No. 7 Oklahoma rediscovers RB Samaje Perine in surge
NORMAN, Okla. (AP) Workhorse running back Samaje Perine has had to adapt this season under new offensive coordinator Lincoln Riley and his ''Air Raid'' attack.
Fewer carries was the big headline for a star-in-the-making who piled up 1,713 rushing yards last season as a freshman.
After some early struggles, Perine appears to have made the transition, and not coincidentally, No. 7 Oklahoma's fortunes also are on the rise. The Sooners (9-1, 6-1 Big 12) are riding a five-game winning streak entering Saturday's home game against No. 11 TCU (9-1, 6-1).
Perine proved key in the Sooners' 44-34 win at previously unbeaten Baylor last Saturday, carrying 28 times for 166 yards and two touchdowns, including a season-long 55-yard scoring jaunt. He probably won't threaten his rushing total from last season, but Perine still has 972 yards and 13 touchdowns, including 12 on the ground.
''He has been through so much this season,'' Oklahoma center Ty Darlington said Monday. ''He hasn't been in the national talk as far as best backs in the nation. I feel like there's no way he shouldn't be mentioned right up there with Leonard Fournette (of LSU) and Derrick Henry (of Alabama) and all those guys. But finally, he's starting to get a little bit of recognition. He's done a lot of it himself. We've opened up some decent holes for him and then he does the rest.''
During the first five games of the season, as the Sooners adjusted to Riley's schemes, Perine averaged only 70 yards rushing per game. In the Sooners' mystifying 24-17 loss to Texas on Oct. 10, he managed only 36 yards on 10 carries.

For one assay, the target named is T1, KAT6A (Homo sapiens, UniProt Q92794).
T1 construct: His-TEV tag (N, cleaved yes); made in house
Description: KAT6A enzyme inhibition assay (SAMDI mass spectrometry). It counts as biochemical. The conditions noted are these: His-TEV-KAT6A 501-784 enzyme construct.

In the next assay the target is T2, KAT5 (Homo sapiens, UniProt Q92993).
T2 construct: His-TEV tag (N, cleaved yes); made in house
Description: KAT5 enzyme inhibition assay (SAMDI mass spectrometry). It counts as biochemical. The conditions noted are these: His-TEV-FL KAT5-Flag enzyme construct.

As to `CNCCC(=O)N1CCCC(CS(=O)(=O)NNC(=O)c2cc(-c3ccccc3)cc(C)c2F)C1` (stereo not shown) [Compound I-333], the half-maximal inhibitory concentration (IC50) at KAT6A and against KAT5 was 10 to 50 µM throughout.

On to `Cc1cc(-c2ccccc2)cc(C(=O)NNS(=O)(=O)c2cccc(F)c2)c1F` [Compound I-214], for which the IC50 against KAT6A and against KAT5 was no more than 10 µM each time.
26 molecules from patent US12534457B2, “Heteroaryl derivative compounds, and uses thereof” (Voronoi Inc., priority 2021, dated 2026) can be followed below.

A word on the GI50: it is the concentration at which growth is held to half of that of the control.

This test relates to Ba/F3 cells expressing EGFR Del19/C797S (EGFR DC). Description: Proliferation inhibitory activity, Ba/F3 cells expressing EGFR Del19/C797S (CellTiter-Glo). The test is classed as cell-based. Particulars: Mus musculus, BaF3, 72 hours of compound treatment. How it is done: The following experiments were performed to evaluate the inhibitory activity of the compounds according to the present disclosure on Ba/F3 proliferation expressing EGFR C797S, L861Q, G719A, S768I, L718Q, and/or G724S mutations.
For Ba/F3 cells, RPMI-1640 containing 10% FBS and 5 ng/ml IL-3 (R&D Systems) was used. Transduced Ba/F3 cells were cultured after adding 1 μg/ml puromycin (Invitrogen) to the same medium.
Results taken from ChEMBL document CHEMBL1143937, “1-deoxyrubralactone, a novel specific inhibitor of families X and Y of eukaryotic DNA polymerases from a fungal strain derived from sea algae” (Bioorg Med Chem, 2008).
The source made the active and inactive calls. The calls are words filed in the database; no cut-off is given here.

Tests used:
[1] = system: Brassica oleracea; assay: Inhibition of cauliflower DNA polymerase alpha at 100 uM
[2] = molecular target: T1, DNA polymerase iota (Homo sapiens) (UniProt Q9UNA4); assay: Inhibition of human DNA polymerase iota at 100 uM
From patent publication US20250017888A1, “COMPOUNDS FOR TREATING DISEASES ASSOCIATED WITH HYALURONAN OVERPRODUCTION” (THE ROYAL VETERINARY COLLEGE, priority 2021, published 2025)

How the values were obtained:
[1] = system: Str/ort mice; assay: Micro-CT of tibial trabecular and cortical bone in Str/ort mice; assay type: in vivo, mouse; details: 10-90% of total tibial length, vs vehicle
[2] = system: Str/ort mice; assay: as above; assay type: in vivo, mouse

Since then, he's been on a roll, averaging 121.6 yards per game, and the Sooners' offense has put up 55, 63, 62, 52 and 44 points in consecutive games. He had a 201-yard, four-touchdown outing in a win over Texas Tech before pounding away at Baylor.
Oklahoma coach Bob Stoops said there's ''no question'' there's a connection between Perine's improved numbers and the Sooners' offensive success in recent weeks.
''He's such an exceptional runner,'' Stoops said. ''To go with the power, you have the speed and such great movement for a guy that big in the hole as you see when you watch replays when you watch some of those runs. The running success and his success really open up a lot of other options offensively.''
Perine is putting up his numbers on fewer carries - averaging 16.8 per game - because the Sooners have another quality running back in redshirt freshman Joe Mixon, who's rushed for 526 yards. Stoops said that's a big reason for Perine's recent surge.
''As you get here in the last couple weeks of the year, the fact that he hasn't had to carry the entire burden makes him feel fresher and allows for more success,'' Stoops said. ''Along with that, I think that his discipline to train the way he has and lighten up a little bit and gain power and gain speed to go with it, probably has something to do with it as well.''
Only six running backs during Stoops' 17-year tenure at Oklahoma have reached the 2,000-yard career rushing mark. Perine did it faster than any of the others, including current NFL stalwarts Adrian Peterson and DeMarco Murray.
Perine says he doesn't pay attention to his statistics - he's famously dismissed his Football Bowl Subdivision-record 427-yard outing against Kansas last season as no big deal - and his teammates say his personality has remained the same all season, no matter what his numbers were the previous week.
''That's what you've got to love,'' quarterback Baker Mayfield said. ''He's going to be the same guy. You can always count on him.''